The country is in the midst of a bloody war which has killed an estimated 500,000 and a further 11 million have either fled their homes or the country.

Khaled Khatib was supposed to be flying in to America for the 89th Academy Awards from Turkey.

https://twitter.com/995Khaled/status/823901446039044097

But before he got on his plane US officials reported finding derogatory information about Khatib.

That’s an official term that can mean anything from terror connections to passport irregularities.

White Helmets

Sources in Ankara told the BBC the filmmaker had a problem with his passport.

And the US Department for Homeland Security has given a comment saying: “A valid travel document is required for travel to the United States.”

Khatib had previously told CNN: “If we win this award, it will show people across Syria that people around the world support them. It will give courage to every volunteer who wakes up every morning to run towards bombs.

“If I cannot enter the US, I will not give up: we know that we have many friends in US, that there are people that share our humanitarian values.

“I look forward to meeting them all one day.”

President Trump’s travel ban has had an effect on several high-profile people, until it was suspended by the courts.

Anti- travel ban protestors

The son of boxing legend Muhammad Ali was detained by immigration staff at a Florida airport earlier this month.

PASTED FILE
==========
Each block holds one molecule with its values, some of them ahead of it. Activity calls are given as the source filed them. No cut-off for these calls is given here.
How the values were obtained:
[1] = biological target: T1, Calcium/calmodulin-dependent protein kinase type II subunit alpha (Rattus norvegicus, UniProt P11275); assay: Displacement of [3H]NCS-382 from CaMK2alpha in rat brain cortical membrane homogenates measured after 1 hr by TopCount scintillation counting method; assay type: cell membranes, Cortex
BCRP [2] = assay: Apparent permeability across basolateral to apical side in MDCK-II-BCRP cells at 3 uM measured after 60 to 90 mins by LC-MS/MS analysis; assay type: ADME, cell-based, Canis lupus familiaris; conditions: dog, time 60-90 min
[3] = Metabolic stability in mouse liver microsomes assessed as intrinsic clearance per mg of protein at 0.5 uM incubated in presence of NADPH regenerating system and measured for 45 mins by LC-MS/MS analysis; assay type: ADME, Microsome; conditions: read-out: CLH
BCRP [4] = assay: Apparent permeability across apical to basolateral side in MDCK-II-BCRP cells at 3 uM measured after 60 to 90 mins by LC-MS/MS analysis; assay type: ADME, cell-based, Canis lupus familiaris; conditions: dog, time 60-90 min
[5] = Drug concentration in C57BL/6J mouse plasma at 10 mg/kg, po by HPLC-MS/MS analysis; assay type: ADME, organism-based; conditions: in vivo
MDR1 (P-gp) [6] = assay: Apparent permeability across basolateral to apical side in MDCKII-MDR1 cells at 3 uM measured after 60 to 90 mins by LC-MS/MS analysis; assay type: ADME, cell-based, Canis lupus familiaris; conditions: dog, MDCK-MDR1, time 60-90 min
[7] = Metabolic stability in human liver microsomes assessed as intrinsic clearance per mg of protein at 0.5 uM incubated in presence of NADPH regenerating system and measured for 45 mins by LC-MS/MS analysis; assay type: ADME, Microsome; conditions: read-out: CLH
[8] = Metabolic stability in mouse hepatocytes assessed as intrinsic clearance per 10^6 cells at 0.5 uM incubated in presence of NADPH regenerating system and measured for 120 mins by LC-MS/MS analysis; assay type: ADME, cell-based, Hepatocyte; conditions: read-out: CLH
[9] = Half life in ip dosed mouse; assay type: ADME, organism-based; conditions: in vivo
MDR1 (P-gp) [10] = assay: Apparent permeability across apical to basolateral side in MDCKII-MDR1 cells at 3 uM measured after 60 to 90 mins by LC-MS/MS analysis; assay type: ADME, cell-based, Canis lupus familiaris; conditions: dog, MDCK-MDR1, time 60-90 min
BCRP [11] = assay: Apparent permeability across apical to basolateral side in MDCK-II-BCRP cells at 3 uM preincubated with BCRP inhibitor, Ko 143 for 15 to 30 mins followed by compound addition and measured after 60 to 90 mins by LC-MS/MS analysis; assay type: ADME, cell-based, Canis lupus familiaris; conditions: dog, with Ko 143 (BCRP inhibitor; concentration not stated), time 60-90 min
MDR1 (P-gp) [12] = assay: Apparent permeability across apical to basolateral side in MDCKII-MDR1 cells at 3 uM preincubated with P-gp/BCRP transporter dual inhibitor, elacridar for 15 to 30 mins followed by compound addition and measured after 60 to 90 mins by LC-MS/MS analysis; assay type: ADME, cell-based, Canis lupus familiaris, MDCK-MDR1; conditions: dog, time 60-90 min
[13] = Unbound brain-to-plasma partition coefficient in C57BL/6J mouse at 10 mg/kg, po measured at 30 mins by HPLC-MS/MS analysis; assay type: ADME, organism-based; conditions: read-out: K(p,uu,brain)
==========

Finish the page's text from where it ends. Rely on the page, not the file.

According to his lawyer, Muhammad Ali Jnr was repeatedly asked by immigration officials: “Are you Muslim?”

Ali Jr was born in Philadelphia, holds a US passport and has no criminal record.

An Australian children’s book author has also suggested she might never return to the US after she was detained by border control in LA airport.

Mem Fox, who is famous for her best-selling books including Ten Little Fingers and Ten Little Toes and Possum Magic, was on her way to a conference when it happened a few weeks ago.

She told the Australian Broadcasting Corporation she was questioned for two hours in front of a room full of people.

“I have never in my life been spoken to with such insolence, treated with such disdain, with so many insults and with so much gratuitous impoliteness,” Fox said.

Find us on Instagram at BBCNewsbeat and follow us on Snapchat, search for bbc_newsbeat

Article source: http://www.bbc.co.uk/newsbeat/39089364